To attract home-grown talent we need to be encouraging Britain’s young people into medical training, from an early stage. Over the past eight years, nearly 200 UK nationals have headed abroad to train as doctors and dentists at medical schools in the Caribbean alone. We need a system in place that can attract and retain the skills we have in the UK in a world that has become globally competitive for such talented individuals.

It’s important that we’re looking at the longer term effects of the culture too when shaping the way we go about training juniors. A recent report highlighted that during their training junior doctors do not feel valued by their superiors or the organisation as a whole: managers (83.3%), the chief executive (77.7%), the organisation (77.3%), the NHS (79.3%). These figures are not a surprise when you poll at the bottom of the heap…same in most professional sectors I would say.

So what’s in store for all of us who might fall sick next month? It’s thought that 7,000 junior doctors will voluntarily begin the new induction scheme later this month, before they start their posts in August. Compulsory from next year onwards, this personalisation of skills development is a big step towards improving patient care at this crucial time. Whilst more can be done to improve training, it is certainly a good sign that at least things are moving to bridge the massive gap between being a student and becoming a medical professional…safer too!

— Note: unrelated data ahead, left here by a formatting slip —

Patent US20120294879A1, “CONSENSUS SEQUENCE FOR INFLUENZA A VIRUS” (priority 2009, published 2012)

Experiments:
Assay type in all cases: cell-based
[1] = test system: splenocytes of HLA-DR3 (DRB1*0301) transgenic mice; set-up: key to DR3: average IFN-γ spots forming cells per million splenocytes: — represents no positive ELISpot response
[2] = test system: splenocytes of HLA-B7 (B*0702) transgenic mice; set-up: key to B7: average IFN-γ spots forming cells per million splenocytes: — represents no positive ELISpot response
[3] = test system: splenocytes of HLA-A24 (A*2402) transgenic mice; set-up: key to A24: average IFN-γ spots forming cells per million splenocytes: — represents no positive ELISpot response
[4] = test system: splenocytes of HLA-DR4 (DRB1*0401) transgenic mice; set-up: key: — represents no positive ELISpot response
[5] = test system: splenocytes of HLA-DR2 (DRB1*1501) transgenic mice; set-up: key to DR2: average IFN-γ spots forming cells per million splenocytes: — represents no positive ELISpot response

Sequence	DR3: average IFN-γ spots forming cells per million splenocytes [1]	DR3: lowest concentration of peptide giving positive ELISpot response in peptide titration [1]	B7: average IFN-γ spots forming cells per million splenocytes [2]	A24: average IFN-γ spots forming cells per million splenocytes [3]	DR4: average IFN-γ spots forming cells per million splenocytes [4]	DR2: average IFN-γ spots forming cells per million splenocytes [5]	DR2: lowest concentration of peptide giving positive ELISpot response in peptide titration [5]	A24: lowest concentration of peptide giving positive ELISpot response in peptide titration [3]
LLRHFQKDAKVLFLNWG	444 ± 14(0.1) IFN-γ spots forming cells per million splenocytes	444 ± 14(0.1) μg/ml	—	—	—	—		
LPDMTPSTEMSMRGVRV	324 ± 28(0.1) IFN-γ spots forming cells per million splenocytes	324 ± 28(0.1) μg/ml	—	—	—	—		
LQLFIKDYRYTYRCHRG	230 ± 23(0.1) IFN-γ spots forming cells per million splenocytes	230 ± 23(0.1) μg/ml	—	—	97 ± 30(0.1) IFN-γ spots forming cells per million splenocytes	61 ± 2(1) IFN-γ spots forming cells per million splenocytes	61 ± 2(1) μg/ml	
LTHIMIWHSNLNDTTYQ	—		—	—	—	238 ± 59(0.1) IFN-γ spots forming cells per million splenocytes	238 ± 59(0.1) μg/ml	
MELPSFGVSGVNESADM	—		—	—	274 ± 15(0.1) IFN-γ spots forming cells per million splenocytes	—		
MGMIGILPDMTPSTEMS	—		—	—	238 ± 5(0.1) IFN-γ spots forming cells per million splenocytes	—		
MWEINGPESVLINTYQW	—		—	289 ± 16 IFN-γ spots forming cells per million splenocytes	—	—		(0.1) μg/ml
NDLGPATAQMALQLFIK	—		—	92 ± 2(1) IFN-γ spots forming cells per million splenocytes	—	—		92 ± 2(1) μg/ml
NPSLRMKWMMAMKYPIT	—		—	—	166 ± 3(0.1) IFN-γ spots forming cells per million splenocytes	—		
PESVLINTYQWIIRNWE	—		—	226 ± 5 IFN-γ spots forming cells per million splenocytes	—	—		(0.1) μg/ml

Change the Record

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Earlier this week Health Secretary Andrew Lansley published the Department of Health’s long awaited Information Strategy whitepaper “The Power of Information”. It details plans to take all patient records online by 2015…but haven’t we heard all this before?

Back in 2002/3 the National Programme for IT (NPfIT) was born. It promised to do much the same thing, as part of the overall revolutionary plan for NHS interoperability. We all know what happened next – at the last count the Programme had spiralled to £12.4 billion and was officially ‘axed’ in September 2011 with us being years older and no wiser.  I accept that we are a little closer than before to the goal of a standardised, electronic system for patient records across the NHS…but what needs to change to make Mr Lansley’s vision a reality this time around? Here are some pointers:

  1. Break down barriers to change – the NHS Spine has been in existence for many years…it’s not the technology that’s holding us back but the attitudes. However, things are moving and nearly 15m Summary Care Records have been created. It is interesting to note that a patient’s ability to “opt out” was a huge sticking point…to date only 1.29% have chosen to do so.
  2. Identify patients by one unique number – incredible as it may sound, a patient’s NHS Number is not always the primary identifier for an individual across all sections of the NHS. This needs to change so we move to a one patient, one record system.  This is a key message from the Information Strategy.